Like crossroads and forges Borrow regarded dingles as expressly poetic. The dingle in Lavengro is described first at the end of Chapter lxxxii by Mr Petulengro, Lavengro’s traveller friend. He recommends it as a retreat but regards it as a dreary sinister place: ‘Brother I am fond of solitude, but not that kind of solitude’. Lavengro gives his impression at the end of the chapter:

It was a deep hollow in the midst of a wide field, the shelving sides were overgrown with trees and bushes, a belt of sallows surrounded it on the top, a steep winding path led down into the depths, practicable however for a light cart like mine; at the bottom was an open space, and there I pitched my tent and there I contrived to put up my forge.

Nash said, he found it difficult to visualise the dingle (Outline, pp. 101–2):

I was not well acquainted with dingles and I felt particularly uncertain of their usual dimensions. The Lavengro dingle seemed curiously large, yet if its mouth opened too wide it would lose its character as a dingle. I am sure Ruskin would have condemned the place I eventually evolved as being against nature and against Pre-Raphaelitism and more particularly had he known it was composed from sketches made in Richmond Park, where so far as I could discover there are no dingles.

Nash’s interest in the genius loci was certainly likely to be aroused by the dingle. Another interest may have been the battle of opposing forces within it—a theme common to many of Nash’s works even at that time e.g. ‘Angel and Devil’ and ‘Pyramids in the Sea’. Lavengro struggles to shoe his horse with fire and steel, he fights off a fit of the horrors (a battle with the Evil One), he physically fights the Flaming Tinman, he wages a wordy battle with a popish priest and he tries to teach Isopel Armenian.

In the book the Armenian lessons either actually or by implication took place in the evening, but never specifically at night though there are descriptions of the dingle at night. (Chapter lxxxiv and Chapter xcvii). However as in many contemporaneous drawings Nash made it a night scene:

illuminated only by starlight and a fitful campfire which might easily exaggerate proportions of form and distance. –Beyond the radius of the firelight the ground mounted into the uncertain darkness of shrubs and trees until the rim of the cup showed against the sky. This steeply receding wall took on a vaguely pyramidal design under the influence of obscurity, and this was repeated in the two figures each of which had the suggestion of a pyramid form.(Outline, p. 102).

For the model for Isopel Berners Nash took his friend and confidante Mercia Oakley, although he does not give her name in Outline, where he wrote: ‘About this time I met a gypsy-like girl who shared my sympathies. Our friendship was one of comrades which suggested that it might develop sentimentally if we chose.’ In fact his correspondence with her dates from 1909. They had met through her godmother Mrs George Grimsdale who was a neighbour of the Nash’s at Iver Heath. Mercia married Mrs Grimsdale’s nephew by marriage, Gerald Grimsdale, in 1916.

Unlike Borrow’s character Mercia was ‘dark complexioned with almost black eyes’. The description of Isopel in Lavengro (Chapter LXXXV) was of ‘an exceedingly tall woman, or rather girl, for she could scarcely have been above eighteen, she was dressed in a tight bodice and a blue stuff gown; hat bonnet or cap she had none and her hair which was flaxen hung down on her shoulders unconfined; her complexion was fair, and her features handsome with a determined open expression.’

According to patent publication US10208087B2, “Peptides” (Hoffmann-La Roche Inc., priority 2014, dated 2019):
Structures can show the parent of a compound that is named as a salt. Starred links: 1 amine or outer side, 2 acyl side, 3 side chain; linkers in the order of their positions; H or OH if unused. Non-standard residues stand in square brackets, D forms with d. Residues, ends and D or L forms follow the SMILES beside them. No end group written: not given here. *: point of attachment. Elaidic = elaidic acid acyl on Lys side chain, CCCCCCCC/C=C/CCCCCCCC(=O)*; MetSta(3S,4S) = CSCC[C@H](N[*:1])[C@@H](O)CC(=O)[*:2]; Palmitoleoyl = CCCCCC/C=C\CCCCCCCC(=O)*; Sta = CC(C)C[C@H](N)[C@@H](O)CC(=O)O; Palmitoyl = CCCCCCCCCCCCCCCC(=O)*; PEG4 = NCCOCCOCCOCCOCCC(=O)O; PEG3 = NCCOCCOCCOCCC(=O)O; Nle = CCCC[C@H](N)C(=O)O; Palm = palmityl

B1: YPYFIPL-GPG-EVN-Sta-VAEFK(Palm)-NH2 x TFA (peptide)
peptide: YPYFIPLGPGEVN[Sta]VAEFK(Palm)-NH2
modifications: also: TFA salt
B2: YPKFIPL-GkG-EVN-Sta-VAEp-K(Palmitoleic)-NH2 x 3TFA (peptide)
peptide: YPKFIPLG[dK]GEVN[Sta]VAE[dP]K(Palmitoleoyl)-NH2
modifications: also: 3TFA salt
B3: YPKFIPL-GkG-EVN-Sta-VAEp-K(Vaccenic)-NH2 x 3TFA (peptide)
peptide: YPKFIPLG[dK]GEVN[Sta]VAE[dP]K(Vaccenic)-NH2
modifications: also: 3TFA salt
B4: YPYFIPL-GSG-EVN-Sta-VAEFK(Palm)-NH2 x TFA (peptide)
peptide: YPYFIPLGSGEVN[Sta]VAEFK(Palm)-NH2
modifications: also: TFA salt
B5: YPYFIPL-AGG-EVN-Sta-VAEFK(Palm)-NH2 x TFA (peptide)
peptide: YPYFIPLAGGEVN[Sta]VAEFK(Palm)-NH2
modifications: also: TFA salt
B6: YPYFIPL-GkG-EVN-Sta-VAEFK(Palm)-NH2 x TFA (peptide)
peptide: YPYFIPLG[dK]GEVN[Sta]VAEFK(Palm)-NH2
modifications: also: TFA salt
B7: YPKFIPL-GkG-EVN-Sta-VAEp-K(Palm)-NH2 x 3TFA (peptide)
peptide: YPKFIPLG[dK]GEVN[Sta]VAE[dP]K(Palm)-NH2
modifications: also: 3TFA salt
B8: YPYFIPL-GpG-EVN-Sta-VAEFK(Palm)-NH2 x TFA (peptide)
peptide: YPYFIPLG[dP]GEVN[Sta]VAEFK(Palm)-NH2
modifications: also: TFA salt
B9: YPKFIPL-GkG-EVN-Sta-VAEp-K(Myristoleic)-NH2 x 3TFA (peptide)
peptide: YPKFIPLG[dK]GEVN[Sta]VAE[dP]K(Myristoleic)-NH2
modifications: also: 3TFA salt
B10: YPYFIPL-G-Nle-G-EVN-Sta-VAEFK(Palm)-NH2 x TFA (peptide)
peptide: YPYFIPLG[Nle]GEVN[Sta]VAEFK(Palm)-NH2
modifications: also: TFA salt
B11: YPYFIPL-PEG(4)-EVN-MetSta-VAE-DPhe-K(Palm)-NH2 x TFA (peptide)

As model for Lavengro, Nash selected Rupert Lee, then a conspicuous figure at the Slade where he was known as ‘the Man from Mexico’. Nash had already officially left the Slade at this time and he did not know Lee personally. He describes how he approached and asked Lee to sit for him and the ensuing teaparty (Outline, p. 103). Lee, he wrote, had ‘in those days a gypsy look about him. At the same time his face had an intellectual structure and his very finely modelled features a serious, half-sarcastic expression. He was largely built with a big head for his wide hat.’ Nash frequently referred to him as ‘Lavengro’ in subsequent letters to Mercia Oakley.

It is not known exactly when Nash first came in contact with Borrow’s work. In Outline, p.76, he wrote ‘The vivid picture of England and the imaginative projection of her inhabitants as conceived by Borrow I had found nothing like it. But still the personality of Rossetti dominated.’ John Nash told the compiler (letter 28 March 1974) that he did not think Lavengro was a book which would have been available in the family library and suggested Pellew-Harvey as the source: he added that he thought Nash (like himself) was more influenced by Pellew-Harvey than was generally recognised.

Pellew-Harvey stayed at Iver Heath in the autumn of 1911 and it is perhaps significant that the first reference to Lavengro in Nash’s letters occurs a few weeks later. A letter to Gordon Bottomley (Poet and Painter, 27) dated 22 November 1911 suggests all the enthusiasm of recent discovery: ‘I say isn’t Lavengro one of the finest works ever writ!—real poetry. I’m trying to make a drawing of the fight with the Flaming Tinman!’

This subject is no more referred to and the next reference is in a letter to Mercia Oakley (20 in the typescript copy of Nash’s letters to her in the Victoria and Albert Museum) datable to some time before 5 March 1912. Nash writes that he has begun a good drawing of Lavengro, that it is going well and that although it is Lent he is proposing to discontinue his deliberate abstinence from making ‘designs’ (suggesting he had been concentrating on nature).